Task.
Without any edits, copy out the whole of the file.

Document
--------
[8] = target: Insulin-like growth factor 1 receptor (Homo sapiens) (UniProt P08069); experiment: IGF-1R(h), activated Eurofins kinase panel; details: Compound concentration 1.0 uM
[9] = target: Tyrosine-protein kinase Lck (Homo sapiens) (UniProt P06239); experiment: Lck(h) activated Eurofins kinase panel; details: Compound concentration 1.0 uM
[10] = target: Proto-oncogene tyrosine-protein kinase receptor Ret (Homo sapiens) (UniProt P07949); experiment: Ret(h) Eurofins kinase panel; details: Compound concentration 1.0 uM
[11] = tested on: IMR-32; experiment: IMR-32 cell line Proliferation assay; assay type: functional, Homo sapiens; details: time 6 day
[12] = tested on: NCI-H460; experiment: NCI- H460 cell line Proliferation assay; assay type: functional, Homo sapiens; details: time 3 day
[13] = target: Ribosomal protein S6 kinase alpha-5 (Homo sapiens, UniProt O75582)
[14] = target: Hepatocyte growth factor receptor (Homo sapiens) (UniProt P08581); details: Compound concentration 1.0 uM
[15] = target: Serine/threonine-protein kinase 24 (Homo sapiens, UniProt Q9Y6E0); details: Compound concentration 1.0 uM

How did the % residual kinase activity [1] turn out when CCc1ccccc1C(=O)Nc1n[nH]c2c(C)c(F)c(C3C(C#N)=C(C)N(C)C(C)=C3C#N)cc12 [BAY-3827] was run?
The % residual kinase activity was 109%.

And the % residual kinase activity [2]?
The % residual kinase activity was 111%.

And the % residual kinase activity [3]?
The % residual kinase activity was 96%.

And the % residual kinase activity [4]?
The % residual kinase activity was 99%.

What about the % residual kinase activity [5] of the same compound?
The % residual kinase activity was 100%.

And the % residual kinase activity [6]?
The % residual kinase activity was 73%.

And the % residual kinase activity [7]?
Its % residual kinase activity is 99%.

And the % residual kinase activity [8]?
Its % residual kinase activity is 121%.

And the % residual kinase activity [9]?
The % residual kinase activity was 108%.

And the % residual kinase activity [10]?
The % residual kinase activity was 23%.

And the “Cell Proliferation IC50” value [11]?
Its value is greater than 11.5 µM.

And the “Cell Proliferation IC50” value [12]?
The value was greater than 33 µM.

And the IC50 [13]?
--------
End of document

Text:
[8] = target: Insulin-like growth factor 1 receptor (Homo sapiens) (UniProt P08069); experiment: IGF-1R(h), activated Eurofins kinase panel; details: Compound concentration 1.0 uM
[9] = target: Tyrosine-protein kinase Lck (Homo sapiens) (UniProt P06239); experiment: Lck(h) activated Eurofins kinase panel; details: Compound concentration 1.0 uM
[10] = target: Proto-oncogene tyrosine-protein kinase receptor Ret (Homo sapiens) (UniProt P07949); experiment: Ret(h) Eurofins kinase panel; details: Compound concentration 1.0 uM
[11] = tested on: IMR-32; experiment: IMR-32 cell line Proliferation assay; assay type: functional, Homo sapiens; details: time 6 day
[12] = tested on: NCI-H460; experiment: NCI- H460 cell line Proliferation assay; assay type: functional, Homo sapiens; details: time 3 day
[13] = target: Ribosomal protein S6 kinase alpha-5 (Homo sapiens, UniProt O75582)
[14] = target: Hepatocyte growth factor receptor (Homo sapiens) (UniProt P08581); details: Compound concentration 1.0 uM
[15] = target: Serine/threonine-protein kinase 24 (Homo sapiens, UniProt Q9Y6E0); details: Compound concentration 1.0 uM

How did the % residual kinase activity [1] turn out when CCc1ccccc1C(=O)Nc1n[nH]c2c(C)c(F)c(C3C(C#N)=C(C)N(C)C(C)=C3C#N)cc12 [BAY-3827] was run?
The % residual kinase activity was 109%.

And the % residual kinase activity [2]?
The % residual kinase activity was 111%.

And the % residual kinase activity [3]?
The % residual kinase activity was 96%.

And the % residual kinase activity [4]?
The % residual kinase activity was 99%.

What about the % residual kinase activity [5] of the same compound?
The % residual kinase activity was 100%.

And the % residual kinase activity [6]?
The % residual kinase activity was 73%.

And the % residual kinase activity [7]?
Its % residual kinase activity is 99%.

And the % residual kinase activity [8]?
Its % residual kinase activity is 121%.

And the % residual kinase activity [9]?
The % residual kinase activity was 108%.

And the % residual kinase activity [10]?
The % residual kinase activity was 23%.

And the “Cell Proliferation IC50” value [11]?
Its value is greater than 11.5 µM.

And the “Cell Proliferation IC50” value [12]?
The value was greater than 33 µM.

And the IC50 [13]?